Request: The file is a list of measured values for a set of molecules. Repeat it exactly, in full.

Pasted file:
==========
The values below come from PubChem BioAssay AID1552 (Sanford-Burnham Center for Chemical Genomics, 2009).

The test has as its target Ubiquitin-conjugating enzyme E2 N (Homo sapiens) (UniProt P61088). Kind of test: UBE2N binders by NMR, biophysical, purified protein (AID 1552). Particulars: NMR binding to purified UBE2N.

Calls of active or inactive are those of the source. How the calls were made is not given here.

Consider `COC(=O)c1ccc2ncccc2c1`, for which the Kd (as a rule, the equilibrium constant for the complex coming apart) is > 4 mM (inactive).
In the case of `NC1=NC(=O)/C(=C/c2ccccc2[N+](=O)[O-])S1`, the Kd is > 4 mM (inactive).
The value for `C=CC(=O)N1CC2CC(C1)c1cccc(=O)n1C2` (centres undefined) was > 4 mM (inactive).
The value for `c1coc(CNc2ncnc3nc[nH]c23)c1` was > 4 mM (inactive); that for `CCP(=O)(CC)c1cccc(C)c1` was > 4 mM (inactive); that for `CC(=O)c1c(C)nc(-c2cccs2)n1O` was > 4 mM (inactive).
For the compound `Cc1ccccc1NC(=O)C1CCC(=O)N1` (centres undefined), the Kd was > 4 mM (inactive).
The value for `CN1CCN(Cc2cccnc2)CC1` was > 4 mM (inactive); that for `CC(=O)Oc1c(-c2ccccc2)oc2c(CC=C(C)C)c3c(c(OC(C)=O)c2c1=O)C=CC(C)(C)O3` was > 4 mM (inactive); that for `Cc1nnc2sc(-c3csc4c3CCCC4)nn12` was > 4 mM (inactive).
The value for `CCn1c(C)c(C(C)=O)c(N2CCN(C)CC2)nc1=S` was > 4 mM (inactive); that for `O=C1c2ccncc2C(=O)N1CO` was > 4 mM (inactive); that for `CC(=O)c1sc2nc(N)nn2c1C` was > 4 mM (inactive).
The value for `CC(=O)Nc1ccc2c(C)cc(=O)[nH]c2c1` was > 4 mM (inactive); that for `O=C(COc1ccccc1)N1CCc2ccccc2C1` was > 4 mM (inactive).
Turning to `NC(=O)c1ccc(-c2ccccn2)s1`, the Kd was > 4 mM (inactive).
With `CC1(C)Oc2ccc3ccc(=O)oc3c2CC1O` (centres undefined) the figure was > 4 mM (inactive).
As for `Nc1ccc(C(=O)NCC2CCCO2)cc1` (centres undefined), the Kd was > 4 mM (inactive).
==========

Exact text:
The values below come from PubChem BioAssay AID1552 (Sanford-Burnham Center for Chemical Genomics, 2009).

The test has as its target Ubiquitin-conjugating enzyme E2 N (Homo sapiens) (UniProt P61088). Kind of test: UBE2N binders by NMR, biophysical, purified protein (AID 1552). Particulars: NMR binding to purified UBE2N.

Calls of active or inactive are those of the source. How the calls were made is not given here.

Consider `COC(=O)c1ccc2ncccc2c1`, for which the Kd (as a rule, the equilibrium constant for the complex coming apart) is > 4 mM (inactive).
In the case of `NC1=NC(=O)/C(=C/c2ccccc2[N+](=O)[O-])S1`, the Kd is > 4 mM (inactive).
The value for `C=CC(=O)N1CC2CC(C1)c1cccc(=O)n1C2` (centres undefined) was > 4 mM (inactive).
The value for `c1coc(CNc2ncnc3nc[nH]c23)c1` was > 4 mM (inactive); that for `CCP(=O)(CC)c1cccc(C)c1` was > 4 mM (inactive); that for `CC(=O)c1c(C)nc(-c2cccs2)n1O` was > 4 mM (inactive).
For the compound `Cc1ccccc1NC(=O)C1CCC(=O)N1` (centres undefined), the Kd was > 4 mM (inactive).
The value for `CN1CCN(Cc2cccnc2)CC1` was > 4 mM (inactive); that for `CC(=O)Oc1c(-c2ccccc2)oc2c(CC=C(C)C)c3c(c(OC(C)=O)c2c1=O)C=CC(C)(C)O3` was > 4 mM (inactive); that for `Cc1nnc2sc(-c3csc4c3CCCC4)nn12` was > 4 mM (inactive).
The value for `CCn1c(C)c(C(C)=O)c(N2CCN(C)CC2)nc1=S` was > 4 mM (inactive); that for `O=C1c2ccncc2C(=O)N1CO` was > 4 mM (inactive); that for `CC(=O)c1sc2nc(N)nn2c1C` was > 4 mM (inactive).
The value for `CC(=O)Nc1ccc2c(C)cc(=O)[nH]c2c1` was > 4 mM (inactive); that for `O=C(COc1ccccc1)N1CCc2ccccc2C1` was > 4 mM (inactive).
Turning to `NC(=O)c1ccc(-c2ccccn2)s1`, the Kd was > 4 mM (inactive).
With `CC1(C)Oc2ccc3ccc(=O)oc3c2CC1O` (centres undefined) the figure was > 4 mM (inactive).
As for `Nc1ccc(C(=O)NCC2CCCO2)cc1` (centres undefined), the Kd was > 4 mM (inactive).